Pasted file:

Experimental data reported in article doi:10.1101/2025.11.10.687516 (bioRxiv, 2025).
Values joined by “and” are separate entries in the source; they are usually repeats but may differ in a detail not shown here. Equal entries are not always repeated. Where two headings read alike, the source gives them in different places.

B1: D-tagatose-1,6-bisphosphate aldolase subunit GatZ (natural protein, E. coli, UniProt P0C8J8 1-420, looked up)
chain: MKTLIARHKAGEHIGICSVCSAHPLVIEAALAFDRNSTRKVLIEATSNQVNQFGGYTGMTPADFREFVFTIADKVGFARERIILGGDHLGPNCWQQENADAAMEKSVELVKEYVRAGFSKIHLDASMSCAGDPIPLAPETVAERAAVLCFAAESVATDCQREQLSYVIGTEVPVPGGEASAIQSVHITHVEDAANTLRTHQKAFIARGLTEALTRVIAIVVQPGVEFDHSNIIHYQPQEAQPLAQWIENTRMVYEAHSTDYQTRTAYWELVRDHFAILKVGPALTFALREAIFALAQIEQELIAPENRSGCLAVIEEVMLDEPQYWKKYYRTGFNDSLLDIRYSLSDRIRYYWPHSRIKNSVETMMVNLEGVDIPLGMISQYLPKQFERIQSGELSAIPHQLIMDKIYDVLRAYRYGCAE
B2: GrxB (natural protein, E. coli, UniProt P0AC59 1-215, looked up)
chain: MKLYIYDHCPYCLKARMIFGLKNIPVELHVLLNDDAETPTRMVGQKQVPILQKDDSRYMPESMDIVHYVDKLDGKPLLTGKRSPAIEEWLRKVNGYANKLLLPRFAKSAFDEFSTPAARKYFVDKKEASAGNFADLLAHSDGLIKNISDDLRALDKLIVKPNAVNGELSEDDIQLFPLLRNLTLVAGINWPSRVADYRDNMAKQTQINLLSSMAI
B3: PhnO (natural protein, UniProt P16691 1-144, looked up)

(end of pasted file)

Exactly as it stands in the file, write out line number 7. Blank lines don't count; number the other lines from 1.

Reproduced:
B3: PhnO (natural protein, UniProt P16691 1-144, looked up)